But on the other end of the spectrum, counties that do allow ballot curing also differ vastly in how much they invest in making sure voters know about and can resolve ballot discrepancies. 

At least six Pennsylvania counties have published public lists with the names of people whose ballots are at risk of being rejected, enabling third-party groups to step in to help inform voters, according to a survey by Votebeat. Montgomery County does not publish such a list preemptively, but it does share the names of anyone whose ballot has been rejected with campaigns that ask, Makhija said.

That approach still puts the responsibility of outreach on outside organizations, and it still asks voters to find time to come into the elections office. Makhija wants to go further. “We should not be putting the burden on our residents,” he said. “We should be making it as easy as possible.”

Tom DiBello, left, Jamila Winder, center, and Neil Makhija, right, are the three commissioners of Montgomery County. (Photo courtesy of Montgomery County administration)

He expects to formalize his proposal for mobile curing “in the coming weeks.” The board of elections is made up of the county’s three commissioners, with Makhija chairing it alongside Democrat Jamila Winder and Republican Tom DiBello. Winder, who is generally his ally on expanding voter access, did not respond to Bolts’ interview request. Last month, she issued a statement criticizing the practice of rejecting ballots because of “a simple mistake that we all have made at one point in our lives.”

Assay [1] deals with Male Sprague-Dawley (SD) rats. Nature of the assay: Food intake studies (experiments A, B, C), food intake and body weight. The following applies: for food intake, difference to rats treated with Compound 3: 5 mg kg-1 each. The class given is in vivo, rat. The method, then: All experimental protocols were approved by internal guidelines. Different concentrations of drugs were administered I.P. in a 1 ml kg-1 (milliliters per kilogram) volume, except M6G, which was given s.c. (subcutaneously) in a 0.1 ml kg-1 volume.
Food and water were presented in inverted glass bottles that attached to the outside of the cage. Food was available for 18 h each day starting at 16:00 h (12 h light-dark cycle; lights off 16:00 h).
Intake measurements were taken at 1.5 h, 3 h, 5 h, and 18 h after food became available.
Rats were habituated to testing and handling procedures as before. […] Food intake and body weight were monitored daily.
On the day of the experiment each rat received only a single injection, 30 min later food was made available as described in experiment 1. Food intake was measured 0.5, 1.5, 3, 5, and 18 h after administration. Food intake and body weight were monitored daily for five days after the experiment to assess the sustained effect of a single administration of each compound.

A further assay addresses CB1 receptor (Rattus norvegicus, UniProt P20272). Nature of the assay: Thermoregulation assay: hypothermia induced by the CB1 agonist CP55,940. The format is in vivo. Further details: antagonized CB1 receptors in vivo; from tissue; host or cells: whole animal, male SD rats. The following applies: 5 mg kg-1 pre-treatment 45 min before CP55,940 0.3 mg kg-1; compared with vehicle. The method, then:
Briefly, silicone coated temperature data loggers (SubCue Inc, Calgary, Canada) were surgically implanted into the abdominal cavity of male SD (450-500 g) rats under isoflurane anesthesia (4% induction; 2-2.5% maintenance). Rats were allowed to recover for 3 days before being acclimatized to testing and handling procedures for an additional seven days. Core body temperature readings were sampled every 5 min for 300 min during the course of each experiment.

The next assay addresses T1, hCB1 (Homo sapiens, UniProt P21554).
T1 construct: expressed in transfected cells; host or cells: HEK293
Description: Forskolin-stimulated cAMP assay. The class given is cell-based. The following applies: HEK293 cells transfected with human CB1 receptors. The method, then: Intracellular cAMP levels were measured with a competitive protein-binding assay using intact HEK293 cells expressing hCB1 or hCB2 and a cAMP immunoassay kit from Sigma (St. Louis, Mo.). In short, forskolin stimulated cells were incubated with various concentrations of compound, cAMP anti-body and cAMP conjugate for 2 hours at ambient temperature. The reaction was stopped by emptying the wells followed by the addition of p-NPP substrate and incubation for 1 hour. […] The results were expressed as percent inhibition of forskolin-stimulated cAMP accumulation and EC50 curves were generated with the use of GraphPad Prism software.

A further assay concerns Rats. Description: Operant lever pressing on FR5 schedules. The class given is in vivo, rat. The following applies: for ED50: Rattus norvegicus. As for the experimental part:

If the board approves the program, Makhija says the county likely wouldn’t be able to implement mobile curing in time for the April 23 primary, but that he wants to make it happen by November.

Dean pointed to less ambitious things the county could do in the meantime. For one, he plans to seek county approval to open four more offices at which voters could cure their ballots. At the moment, this service is offered at only one location in the entire county, forcing some far-flung residents to drive more than 40 minutes to correct a ballot issue. 

He says he’s eager to think big and hopeful that Montgomery County can be an example for others in Pennsylvania. “I’m happy to be a part of a county that isn’t afraid to have those conversations,” he told Bolts. “The goal is to be setting the standard in Pennsylvania.”